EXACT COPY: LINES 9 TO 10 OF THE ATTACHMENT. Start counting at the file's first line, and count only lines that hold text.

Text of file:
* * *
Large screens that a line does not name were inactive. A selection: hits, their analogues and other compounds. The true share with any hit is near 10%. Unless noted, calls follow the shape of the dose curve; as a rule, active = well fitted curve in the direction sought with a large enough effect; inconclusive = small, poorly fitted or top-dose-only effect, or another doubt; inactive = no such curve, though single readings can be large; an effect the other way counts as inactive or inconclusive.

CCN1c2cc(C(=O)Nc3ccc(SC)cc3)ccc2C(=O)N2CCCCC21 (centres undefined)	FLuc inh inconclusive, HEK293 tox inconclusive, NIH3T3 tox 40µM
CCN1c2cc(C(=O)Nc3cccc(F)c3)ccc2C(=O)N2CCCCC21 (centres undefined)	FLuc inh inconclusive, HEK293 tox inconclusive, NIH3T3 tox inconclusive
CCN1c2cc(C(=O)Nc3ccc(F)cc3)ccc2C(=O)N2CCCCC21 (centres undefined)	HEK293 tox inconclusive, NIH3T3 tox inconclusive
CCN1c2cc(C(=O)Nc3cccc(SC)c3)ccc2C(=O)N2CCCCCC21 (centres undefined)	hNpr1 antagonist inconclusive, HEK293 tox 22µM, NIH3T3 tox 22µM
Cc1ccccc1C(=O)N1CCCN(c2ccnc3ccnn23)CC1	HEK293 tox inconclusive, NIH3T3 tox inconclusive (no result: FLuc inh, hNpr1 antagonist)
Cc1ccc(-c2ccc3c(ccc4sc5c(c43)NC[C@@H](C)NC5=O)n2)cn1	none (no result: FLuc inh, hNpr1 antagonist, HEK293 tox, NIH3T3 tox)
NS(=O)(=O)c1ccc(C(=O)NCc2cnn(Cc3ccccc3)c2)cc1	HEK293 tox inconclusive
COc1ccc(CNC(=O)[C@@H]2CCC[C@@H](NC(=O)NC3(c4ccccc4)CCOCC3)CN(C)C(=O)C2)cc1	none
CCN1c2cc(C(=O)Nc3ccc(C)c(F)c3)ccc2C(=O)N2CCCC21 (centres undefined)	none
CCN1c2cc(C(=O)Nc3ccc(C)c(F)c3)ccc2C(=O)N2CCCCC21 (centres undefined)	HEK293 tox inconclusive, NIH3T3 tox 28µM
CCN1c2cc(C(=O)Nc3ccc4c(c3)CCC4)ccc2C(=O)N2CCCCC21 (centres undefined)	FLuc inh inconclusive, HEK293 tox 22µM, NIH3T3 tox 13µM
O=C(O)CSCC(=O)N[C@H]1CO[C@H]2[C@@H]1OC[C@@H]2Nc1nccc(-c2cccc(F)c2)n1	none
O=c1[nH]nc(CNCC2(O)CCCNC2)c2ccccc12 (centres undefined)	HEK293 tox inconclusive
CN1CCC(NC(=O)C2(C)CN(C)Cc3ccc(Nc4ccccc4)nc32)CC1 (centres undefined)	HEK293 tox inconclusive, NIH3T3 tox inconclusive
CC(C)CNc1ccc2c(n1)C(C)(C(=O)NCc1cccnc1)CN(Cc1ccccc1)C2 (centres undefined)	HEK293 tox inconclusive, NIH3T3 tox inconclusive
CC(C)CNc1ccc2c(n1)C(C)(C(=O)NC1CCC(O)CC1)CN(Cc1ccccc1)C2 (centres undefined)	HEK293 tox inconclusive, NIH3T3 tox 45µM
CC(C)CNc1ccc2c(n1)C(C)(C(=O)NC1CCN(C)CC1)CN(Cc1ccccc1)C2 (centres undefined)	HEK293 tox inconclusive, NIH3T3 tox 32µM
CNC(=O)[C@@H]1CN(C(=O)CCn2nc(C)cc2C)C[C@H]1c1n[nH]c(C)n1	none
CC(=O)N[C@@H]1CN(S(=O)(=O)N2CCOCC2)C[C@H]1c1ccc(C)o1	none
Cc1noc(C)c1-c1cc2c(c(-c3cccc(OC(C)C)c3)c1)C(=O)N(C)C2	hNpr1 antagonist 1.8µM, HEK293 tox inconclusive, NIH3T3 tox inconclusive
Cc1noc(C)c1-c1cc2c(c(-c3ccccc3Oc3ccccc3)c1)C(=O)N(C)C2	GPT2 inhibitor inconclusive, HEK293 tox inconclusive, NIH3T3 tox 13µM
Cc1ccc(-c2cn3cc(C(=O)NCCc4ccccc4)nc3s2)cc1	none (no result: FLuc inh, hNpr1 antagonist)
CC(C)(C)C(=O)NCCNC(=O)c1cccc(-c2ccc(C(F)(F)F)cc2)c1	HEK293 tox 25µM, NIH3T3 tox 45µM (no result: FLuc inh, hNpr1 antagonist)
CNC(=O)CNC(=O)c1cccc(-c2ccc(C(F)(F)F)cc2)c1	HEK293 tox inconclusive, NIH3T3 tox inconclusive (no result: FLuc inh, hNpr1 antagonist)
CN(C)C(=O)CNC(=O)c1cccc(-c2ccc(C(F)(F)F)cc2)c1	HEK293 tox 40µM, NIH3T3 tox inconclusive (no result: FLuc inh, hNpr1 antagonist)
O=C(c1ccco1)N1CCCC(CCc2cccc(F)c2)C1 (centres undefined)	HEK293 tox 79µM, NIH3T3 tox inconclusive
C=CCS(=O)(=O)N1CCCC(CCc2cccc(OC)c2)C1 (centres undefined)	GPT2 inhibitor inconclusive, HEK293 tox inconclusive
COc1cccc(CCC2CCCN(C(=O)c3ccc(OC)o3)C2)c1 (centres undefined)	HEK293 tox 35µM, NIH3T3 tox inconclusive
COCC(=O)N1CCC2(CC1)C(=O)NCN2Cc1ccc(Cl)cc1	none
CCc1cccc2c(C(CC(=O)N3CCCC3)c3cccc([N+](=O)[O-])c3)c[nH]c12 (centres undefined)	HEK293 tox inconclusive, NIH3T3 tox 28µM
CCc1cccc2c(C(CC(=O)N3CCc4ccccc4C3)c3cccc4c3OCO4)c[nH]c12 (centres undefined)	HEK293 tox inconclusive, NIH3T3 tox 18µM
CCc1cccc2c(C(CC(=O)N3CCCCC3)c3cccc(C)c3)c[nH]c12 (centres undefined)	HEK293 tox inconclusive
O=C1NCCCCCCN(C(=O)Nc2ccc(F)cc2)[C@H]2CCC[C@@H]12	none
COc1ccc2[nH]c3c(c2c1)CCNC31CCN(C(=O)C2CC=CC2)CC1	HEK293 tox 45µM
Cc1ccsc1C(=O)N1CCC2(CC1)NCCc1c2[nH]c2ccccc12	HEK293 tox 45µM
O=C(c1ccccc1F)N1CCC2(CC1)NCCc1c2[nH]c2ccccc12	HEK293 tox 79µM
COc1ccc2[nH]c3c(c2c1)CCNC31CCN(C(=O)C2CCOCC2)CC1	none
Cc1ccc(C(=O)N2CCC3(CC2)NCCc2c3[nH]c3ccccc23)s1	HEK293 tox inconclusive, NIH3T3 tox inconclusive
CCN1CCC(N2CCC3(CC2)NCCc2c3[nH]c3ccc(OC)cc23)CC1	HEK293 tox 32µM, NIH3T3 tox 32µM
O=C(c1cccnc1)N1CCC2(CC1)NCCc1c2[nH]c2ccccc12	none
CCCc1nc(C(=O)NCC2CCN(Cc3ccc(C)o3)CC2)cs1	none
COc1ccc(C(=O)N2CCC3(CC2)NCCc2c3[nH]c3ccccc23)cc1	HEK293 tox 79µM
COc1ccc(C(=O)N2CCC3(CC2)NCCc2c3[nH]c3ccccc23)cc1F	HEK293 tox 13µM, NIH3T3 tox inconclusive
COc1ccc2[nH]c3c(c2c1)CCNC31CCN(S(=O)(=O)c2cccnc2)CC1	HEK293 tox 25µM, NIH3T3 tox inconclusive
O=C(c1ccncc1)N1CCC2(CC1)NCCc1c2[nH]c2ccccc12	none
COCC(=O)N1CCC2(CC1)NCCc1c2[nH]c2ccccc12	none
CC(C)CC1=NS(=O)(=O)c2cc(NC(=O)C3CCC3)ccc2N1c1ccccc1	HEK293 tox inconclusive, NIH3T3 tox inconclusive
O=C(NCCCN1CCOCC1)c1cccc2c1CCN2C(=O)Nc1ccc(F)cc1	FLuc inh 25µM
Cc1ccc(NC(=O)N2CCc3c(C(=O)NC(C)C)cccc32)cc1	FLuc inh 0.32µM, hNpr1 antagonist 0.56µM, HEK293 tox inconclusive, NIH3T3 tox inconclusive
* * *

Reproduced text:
COc1ccc(CNC(=O)[C@@H]2CCC[C@@H](NC(=O)NC3(c4ccccc4)CCOCC3)CN(C)C(=O)C2)cc1	none
CCN1c2cc(C(=O)Nc3ccc(C)c(F)c3)ccc2C(=O)N2CCCC21 (centres undefined)	none